The History and the Spectacular in the Underground World of the Western Wall Tunnels
The entrance to the tunnels is on the northern side of the Western Wall plaza, a few meters away from the Western Wall. Upon entering, visitors walk through a series of rooms moving eastward until they reach the Western Wall. The rooms encountered along the passageway are the remains of a Medieval church, a bridge, luxury rooms from the Second Temple era, residential homes, ancient cisterns, a quarry, a Hasmonean-era aqueduct, and many more archeological discoveries.
Visitors can participate in a fascinating tour that takes you through the tiers of the Western Wall that reveal their secrets in the thick depths of the earth and tell the story of ancient Jerusalem. The impressive Tunnels tour begins at the Western Wall plaza and is approximately 75 minutes long. Tours take place in English, too. The Western Wall Tunnels run along the 485-meter length of the Wall and offer a glimpse of the incredible engineering challenges faced by Herod the Great as he embarked on his undertaking to expand the Temple Mount.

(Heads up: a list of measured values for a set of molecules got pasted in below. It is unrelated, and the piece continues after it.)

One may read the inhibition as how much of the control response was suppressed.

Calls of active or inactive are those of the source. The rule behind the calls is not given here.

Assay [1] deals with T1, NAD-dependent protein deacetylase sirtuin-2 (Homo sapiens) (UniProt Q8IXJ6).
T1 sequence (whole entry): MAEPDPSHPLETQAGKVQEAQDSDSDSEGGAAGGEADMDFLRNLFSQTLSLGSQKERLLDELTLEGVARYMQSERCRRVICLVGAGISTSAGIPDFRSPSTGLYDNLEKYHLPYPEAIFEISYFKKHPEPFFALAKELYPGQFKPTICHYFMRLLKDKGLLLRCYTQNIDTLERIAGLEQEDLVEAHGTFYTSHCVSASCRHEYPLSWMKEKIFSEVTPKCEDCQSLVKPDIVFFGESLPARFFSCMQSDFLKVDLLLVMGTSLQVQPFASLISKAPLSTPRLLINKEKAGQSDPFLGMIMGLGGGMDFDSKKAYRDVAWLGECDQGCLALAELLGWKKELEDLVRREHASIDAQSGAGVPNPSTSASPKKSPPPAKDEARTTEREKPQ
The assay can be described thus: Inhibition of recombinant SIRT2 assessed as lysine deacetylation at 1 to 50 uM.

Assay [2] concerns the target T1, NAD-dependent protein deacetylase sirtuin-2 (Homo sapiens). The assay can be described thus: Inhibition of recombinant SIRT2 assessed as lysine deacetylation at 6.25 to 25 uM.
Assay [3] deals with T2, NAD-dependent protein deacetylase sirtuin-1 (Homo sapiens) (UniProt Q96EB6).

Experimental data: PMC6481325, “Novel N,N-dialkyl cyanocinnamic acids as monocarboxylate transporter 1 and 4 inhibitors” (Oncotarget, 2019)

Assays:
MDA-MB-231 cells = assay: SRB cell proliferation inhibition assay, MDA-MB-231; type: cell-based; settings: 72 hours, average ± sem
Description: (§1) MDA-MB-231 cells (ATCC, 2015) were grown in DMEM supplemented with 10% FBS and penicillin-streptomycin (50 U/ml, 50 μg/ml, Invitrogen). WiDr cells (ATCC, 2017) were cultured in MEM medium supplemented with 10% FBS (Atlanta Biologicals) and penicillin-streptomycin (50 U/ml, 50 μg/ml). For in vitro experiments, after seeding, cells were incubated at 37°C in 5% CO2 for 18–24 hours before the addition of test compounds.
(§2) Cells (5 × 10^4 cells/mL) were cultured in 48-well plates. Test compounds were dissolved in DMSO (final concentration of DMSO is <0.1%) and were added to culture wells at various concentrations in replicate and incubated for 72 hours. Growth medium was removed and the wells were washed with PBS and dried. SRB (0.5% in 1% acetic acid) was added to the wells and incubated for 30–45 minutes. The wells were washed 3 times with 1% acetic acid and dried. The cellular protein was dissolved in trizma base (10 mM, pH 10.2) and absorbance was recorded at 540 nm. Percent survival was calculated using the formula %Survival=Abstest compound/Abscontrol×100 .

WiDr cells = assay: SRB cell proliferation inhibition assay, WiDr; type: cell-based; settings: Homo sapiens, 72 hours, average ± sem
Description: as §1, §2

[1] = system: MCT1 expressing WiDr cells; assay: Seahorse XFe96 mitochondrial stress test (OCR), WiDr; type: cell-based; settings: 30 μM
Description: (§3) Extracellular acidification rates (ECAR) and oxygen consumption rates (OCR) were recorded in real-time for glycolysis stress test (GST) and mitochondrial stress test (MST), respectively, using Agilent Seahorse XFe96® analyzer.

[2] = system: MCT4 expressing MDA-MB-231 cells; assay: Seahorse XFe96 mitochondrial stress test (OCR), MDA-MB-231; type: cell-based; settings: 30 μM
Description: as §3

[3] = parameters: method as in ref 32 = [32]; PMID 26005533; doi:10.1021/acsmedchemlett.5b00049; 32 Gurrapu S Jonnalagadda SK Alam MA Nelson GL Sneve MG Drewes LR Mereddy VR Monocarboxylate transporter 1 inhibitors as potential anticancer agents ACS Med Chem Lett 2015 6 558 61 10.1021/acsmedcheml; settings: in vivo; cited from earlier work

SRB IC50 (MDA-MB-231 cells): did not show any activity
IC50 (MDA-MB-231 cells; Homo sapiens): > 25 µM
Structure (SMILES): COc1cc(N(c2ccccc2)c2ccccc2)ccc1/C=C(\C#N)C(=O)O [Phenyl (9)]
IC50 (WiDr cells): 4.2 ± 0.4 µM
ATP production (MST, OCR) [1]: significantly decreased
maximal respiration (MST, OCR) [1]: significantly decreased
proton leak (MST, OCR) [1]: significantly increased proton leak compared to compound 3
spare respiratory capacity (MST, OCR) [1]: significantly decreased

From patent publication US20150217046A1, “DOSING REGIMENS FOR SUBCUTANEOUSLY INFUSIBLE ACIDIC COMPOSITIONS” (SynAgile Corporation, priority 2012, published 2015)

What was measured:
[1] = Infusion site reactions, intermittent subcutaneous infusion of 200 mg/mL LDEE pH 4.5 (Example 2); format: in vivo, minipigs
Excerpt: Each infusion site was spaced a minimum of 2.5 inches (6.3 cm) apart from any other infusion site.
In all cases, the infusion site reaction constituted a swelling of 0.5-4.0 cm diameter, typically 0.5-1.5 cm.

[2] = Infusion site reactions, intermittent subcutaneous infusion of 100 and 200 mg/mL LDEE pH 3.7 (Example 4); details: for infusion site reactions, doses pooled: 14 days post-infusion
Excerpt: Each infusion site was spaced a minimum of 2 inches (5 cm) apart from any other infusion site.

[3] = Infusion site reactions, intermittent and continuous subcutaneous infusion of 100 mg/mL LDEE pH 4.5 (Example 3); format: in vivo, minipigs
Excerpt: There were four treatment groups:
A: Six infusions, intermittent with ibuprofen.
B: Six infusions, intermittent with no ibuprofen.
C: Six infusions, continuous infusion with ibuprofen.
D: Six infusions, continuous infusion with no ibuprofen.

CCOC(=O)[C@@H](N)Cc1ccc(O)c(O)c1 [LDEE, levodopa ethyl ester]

The Tunnels are, in fact, an underground system that constitutes a continuous chain of history, from the Hasmoneans until today. They were created through a large number of arches, which were built side by side and supported by staircases connecting the city with the Temple Mount. In ancient times, the Tyropoeon Valley ran along the western side of the Temple Mount, separating the Herodian Quarter and the Temple. The need for a bridge above the valley led to the building of the arches. Today, these passageways support the streets, and the tunnels pass directly beneath the Muslim Quarter.
The tunnels were first discovered during a dig by British archeologists in the nineteenth century, however, the actual excavations took place after the Six-Day War under the auspices of the Israeli Ministry of Religion. Since the tunnels run along the Western side of the Temple Mount, the site of the Holy of Holies, they reach a point very close to the location of the drinking stone. There is a small synagogue at the site where religious Jews pray and read the Psalms.